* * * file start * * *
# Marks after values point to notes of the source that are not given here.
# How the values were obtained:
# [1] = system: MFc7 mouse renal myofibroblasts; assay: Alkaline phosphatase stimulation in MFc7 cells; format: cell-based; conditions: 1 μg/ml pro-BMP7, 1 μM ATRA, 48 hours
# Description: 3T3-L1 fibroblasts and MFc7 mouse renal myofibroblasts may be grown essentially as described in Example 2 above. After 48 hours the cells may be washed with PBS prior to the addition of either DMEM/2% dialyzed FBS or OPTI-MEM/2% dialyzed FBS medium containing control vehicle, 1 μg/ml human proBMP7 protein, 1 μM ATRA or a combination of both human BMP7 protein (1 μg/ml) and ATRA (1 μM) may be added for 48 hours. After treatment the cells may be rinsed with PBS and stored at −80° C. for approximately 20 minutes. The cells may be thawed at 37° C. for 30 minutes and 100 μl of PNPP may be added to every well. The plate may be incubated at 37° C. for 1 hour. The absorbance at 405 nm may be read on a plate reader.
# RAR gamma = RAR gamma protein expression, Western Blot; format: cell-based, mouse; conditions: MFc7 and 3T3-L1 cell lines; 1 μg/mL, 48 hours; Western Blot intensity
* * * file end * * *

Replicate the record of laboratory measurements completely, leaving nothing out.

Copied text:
# Marks after values point to notes of the source that are not given here.
# How the values were obtained:
# [1] = system: MFc7 mouse renal myofibroblasts; assay: Alkaline phosphatase stimulation in MFc7 cells; format: cell-based; conditions: 1 μg/ml pro-BMP7, 1 μM ATRA, 48 hours
# Description: 3T3-L1 fibroblasts and MFc7 mouse renal myofibroblasts may be grown essentially as described in Example 2 above. After 48 hours the cells may be washed with PBS prior to the addition of either DMEM/2% dialyzed FBS or OPTI-MEM/2% dialyzed FBS medium containing control vehicle, 1 μg/ml human proBMP7 protein, 1 μM ATRA or a combination of both human BMP7 protein (1 μg/ml) and ATRA (1 μM) may be added for 48 hours. After treatment the cells may be rinsed with PBS and stored at −80° C. for approximately 20 minutes. The cells may be thawed at 37° C. for 30 minutes and 100 μl of PNPP may be added to every well. The plate may be incubated at 37° C. for 1 hour. The absorbance at 405 nm may be read on a plate reader.
# RAR gamma = RAR gamma protein expression, Western Blot; format: cell-based, mouse; conditions: MFc7 and 3T3-L1 cell lines; 1 μg/mL, 48 hours; Western Blot intensity